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Zombie government

The Gürtel ruling has left Spanish Prime Minister Mariano Rajoy without a leg to stand on

Former PP treasurer Luis Bárcenas.
Former PP treasurer Luis Bárcenas. AFP

Spain’s High Court, the Audiencia Nacional, considers it a proven fact that there was “an authentic  and efficient system of institutional corruption” created by the Popular Party (PP) and by the business network headed by Francisco Correa; it also gives credence to the existence of a party slush fund, while rejecting the credibility of Prime Minister Mariano Rajoy’s court testimony last year. In its ruling made public yesterday, the High Court sentenced 29 out of the 37 defendants to long prison terms: 51 years for Correa, and 33 for former party treasurer Luis Bárcenas, who has also been fined €44 million. His wife Rosalía Iglesias is facing 15 years behind bars.

This judgment leaves Rajoy in a position that is incompatible with the political and moral authority that is required to carry out his duties

There is no precedent in democratic Spain for such a blow, which badly affects the credibility of a party that has governed this country between 1996 and 2004 and again from 2011 to the present time, not to mention the fact that it controls major regional and local governments. Other Gürtel-related proceedings are underway and will continue to uncover the irregularities that went on in the regions of Valencia and Madrid, and in numerous municipalities.

But the Thursday ruling, which ends the main trial in the sprawling Gürtel case, puts an inexorable spotlight on the miseries of an entire political era in Spain, and on a governing style that current party leaders cannot now distance themselves from, or remain politically immune to.

Throughout the nine-year investigation, Prime Minister Rajoy, PP Secretary General Dolores de Cospedal, and former regional premiers who lost their positions due to Gürtel’s long shadow – such as former Valencia premier Francisco Camps or former Madrid premier Esperanza Aguirre – have all denied the facts, gone on the defensive, and even declared themselves, in an insufferable display of cynicism, victims of corrupt practices. The judicial conclusion that they had been awaiting as a way to stave off criticism and suspicion during the investigation has arrived, and it is devastating.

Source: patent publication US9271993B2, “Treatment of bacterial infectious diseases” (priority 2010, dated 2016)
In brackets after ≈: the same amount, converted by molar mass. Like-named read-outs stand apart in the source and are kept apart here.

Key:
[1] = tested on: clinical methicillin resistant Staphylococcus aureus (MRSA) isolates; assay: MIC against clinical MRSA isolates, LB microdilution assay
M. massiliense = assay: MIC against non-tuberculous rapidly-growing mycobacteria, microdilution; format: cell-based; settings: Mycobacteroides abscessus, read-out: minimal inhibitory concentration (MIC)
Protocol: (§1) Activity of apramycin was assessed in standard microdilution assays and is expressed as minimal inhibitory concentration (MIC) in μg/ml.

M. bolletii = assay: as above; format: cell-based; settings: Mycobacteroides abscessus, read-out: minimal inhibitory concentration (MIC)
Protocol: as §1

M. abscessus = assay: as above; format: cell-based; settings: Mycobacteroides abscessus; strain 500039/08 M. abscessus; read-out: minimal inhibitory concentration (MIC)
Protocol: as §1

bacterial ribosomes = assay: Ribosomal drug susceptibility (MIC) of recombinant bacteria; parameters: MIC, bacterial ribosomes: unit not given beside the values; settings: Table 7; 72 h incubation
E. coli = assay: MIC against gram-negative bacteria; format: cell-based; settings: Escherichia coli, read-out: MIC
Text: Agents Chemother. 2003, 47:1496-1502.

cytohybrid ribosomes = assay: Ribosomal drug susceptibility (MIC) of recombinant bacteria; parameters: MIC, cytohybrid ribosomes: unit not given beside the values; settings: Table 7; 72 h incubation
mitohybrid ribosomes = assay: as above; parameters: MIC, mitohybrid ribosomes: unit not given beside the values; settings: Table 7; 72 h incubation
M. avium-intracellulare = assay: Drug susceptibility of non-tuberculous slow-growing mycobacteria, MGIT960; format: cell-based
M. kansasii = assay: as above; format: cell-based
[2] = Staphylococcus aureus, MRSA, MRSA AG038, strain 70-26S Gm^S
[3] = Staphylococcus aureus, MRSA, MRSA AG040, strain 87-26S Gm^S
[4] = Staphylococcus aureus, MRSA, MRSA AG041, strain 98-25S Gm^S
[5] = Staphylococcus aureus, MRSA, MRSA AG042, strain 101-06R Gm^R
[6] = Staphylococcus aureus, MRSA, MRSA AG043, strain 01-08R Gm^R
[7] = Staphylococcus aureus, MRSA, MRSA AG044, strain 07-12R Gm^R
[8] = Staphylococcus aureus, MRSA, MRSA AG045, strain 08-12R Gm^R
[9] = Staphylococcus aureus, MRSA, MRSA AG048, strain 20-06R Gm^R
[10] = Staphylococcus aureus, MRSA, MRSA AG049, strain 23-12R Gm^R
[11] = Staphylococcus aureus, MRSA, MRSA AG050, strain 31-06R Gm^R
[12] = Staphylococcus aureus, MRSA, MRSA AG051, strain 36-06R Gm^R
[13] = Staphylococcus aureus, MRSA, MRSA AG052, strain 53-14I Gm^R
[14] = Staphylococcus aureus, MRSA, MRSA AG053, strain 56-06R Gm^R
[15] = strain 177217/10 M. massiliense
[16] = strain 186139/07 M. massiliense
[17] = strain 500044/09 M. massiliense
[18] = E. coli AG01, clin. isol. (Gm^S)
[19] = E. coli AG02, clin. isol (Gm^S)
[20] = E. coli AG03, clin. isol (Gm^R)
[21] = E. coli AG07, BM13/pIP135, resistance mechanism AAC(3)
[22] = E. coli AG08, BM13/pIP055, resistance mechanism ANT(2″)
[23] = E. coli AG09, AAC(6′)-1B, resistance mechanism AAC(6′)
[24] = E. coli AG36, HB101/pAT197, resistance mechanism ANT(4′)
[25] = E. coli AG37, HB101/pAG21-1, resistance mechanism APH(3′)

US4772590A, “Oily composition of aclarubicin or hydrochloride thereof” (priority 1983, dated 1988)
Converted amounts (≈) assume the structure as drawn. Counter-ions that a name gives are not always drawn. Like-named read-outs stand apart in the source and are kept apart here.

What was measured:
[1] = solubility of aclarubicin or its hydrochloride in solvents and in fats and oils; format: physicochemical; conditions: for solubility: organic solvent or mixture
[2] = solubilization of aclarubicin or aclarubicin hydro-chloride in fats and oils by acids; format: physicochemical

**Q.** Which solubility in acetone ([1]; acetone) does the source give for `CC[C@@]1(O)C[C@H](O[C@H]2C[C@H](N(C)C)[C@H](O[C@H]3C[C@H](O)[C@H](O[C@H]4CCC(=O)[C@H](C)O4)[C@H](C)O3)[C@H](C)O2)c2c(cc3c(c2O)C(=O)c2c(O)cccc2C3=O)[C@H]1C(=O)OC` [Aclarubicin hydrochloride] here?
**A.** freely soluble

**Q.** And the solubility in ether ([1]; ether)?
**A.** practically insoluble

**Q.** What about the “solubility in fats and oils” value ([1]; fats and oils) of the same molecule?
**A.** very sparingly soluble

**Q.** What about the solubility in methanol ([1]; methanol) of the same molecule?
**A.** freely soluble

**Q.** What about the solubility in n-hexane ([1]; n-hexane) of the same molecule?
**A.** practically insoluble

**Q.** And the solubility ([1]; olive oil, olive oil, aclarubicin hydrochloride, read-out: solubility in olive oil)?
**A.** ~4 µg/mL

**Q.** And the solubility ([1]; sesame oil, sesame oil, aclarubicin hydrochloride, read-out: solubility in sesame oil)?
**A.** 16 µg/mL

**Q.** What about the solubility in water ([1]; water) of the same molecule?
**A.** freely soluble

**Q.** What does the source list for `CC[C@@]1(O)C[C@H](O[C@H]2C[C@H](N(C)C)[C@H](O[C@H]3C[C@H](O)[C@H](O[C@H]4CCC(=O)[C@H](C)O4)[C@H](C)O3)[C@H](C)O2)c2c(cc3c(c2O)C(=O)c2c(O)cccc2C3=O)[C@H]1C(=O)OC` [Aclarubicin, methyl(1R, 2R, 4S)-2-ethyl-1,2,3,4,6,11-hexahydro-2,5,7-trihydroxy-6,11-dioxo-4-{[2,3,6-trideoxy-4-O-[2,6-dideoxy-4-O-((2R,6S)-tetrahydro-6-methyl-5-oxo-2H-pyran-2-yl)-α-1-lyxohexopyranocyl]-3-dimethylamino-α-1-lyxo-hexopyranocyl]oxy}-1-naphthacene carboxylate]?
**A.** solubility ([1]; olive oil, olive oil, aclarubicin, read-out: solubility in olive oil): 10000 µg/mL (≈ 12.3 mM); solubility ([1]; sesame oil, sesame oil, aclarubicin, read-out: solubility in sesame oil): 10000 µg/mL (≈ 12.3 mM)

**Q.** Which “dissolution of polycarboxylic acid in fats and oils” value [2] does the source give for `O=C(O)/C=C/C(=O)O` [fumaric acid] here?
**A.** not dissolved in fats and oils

There must be an end to their constant denial of the facts, and their claim that those events are a thing of the past, a past that has supposedly been overcome. Just like they did following the arrest of former PP minister Eduardo Zaplana earlier this week, PP spokespeople and officials are now scrambling to prove that the specters of the past are not coming back to haunt them. But society cannot accept this opportunistic attitude, nor the dialectical pirouettes with which they seek to distance themselves from the era of former Prime Minister José María Aznar, particularly since Rajoy represents the connection between then and now.

There must be an end to the constant denial of the facts, and the claim that those events are a thing of the past

The Thursday ruling strips the prime minister of his power, and Rajoy should be able to admit, beyond the damage and plundering of society that went on for years, that the pillars on which he continues to govern this country have been eroded. This judgment leaves Rajoy in a position that is incompatible with the political and moral authority that is required to carry out his duties.

The government was already hurt by its management of the Catalan independence crisis, and by the weakness of its parliamentary minority. The damage is now far greater, as this ruling sets out in black and white the murky financial practices of the governing party, the way it dealt with the problem, and its complete failure to set an example for society. The justice system has done its job, and we should congratulate ourselves for it. But politics has not, and it can no longer hide under the mantle of impunity.

English version by Susana Urra.

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